Looking for a way to make your older car more hi-tech? Why not add a fancy digital display? This hack from [Greg Matthews] does just that, using a Raspberry Pi, a
OBD-II Consult reader and an LCD screen to create a digital dash that can run alongside (or in front of ) your old-school analog dials.
[Greg’s] hack uses a Raspberry Pi Foundation display, which includes a touch screen, so you don’t need a mouse or other controls. Node.js displays the speed, RPM, and engine temperature (check engine lights and other warnings are planned additions) through a webpage displayed using Chromium. The Node page is pulling info from another program on the Pi which monitors the
CAN Consult bus. It would be interesting to adapt this to use with more futuristic displays, maybe something like a pico projector and a 1-way mirror for a heads-up display.
To power the system [Greg] is using a Mausberry power supply which draws power from your car battery, but which also cleanly shuts down the Pi when the ignition is turned off so it won’t drain your battery. When you throw in an eBay sourced
OBD-II Consult reader and the Consult Dash software that [Greg] wrote to interpret and display the data from the OBD-II Consult bus, you get a decent digital dash display. Sure, it isn’t a Tesla touchscreen, but at $170, it’s a lot cheaper. Spend more and you can easily move that 60″ from your livingroom out to your hoopty and still use a Raspberry Pi.
What kind of extras would you build into this system? Gamification of your speed? Long-term fuel averaging? Let us know in the comments.
UPDATE – This post originally listed this hack as working from the OBD-II bus. However, this car does not have OBD-II, but instead uses Consult, an older data bus used by Nissan. Apologies for any confusion!
Continue reading “Raspberry Pi Adds A Digital Dash To Your Car”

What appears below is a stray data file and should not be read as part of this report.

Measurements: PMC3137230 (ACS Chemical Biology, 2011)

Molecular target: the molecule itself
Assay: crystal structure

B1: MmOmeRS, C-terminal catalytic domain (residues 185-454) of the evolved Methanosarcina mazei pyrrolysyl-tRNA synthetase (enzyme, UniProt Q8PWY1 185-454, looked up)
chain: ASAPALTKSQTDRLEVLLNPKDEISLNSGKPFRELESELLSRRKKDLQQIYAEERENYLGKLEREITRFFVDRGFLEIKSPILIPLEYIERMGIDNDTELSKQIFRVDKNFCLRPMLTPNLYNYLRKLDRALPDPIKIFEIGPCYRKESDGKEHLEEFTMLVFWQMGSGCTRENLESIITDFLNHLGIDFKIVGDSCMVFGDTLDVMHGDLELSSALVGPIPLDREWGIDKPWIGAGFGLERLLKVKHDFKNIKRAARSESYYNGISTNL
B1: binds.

High up on the list of desirable technologies that are edging into the realm of the affordable for the experimenter is the thermal camera. Once the exclusive preserve of those with huge budgets, over the last few years we’ve seen the emergence of cameras that are more affordable, and most recently a selection of thermal camera modules that are definitely within the experimenter’s range. They may not yet have high resolution, but they are a huge improvement on nothing, and they are starting to appear in projects featured on sites like this one.
One such device is the Melexis MLX90621, a 16×4 pixel thermal sensor array in a TO39 can with an I2C interface. It’s hardly an impulse purchase in single quantities and nor is it necessarily the cheapest module available, but its price is low enough for [Alpha Charlie] to experiment with interfacing it to a Raspberry Pi for adding a thermal camera overlay to the pictures from its visible light camera.
The wiring for the module is simplicity itself, and he’s created a couple of pieces of software for it that are available on his GitHub repository. mlxd is a driver daemon for the module, and mixview.py is a Python graphical overlay script that places the thermal array output over the camera output. A run-through of the device and its results can be seen in the video below the break.
Continue reading “Hackaday Prize Entry: Raspberry Pi Thermal Imaging”
Group entry hacks are a favorite for hacker social groups. Why use old fashioned keys when you can use newfangled electronic keys? If you are looking to build a simple RFID-based security system to secure your important stuff, this project from Resin.io is a good place to start. In it, [Joe Roberts] outlines the process of building a simple RFID-triggered mechanism for their office door.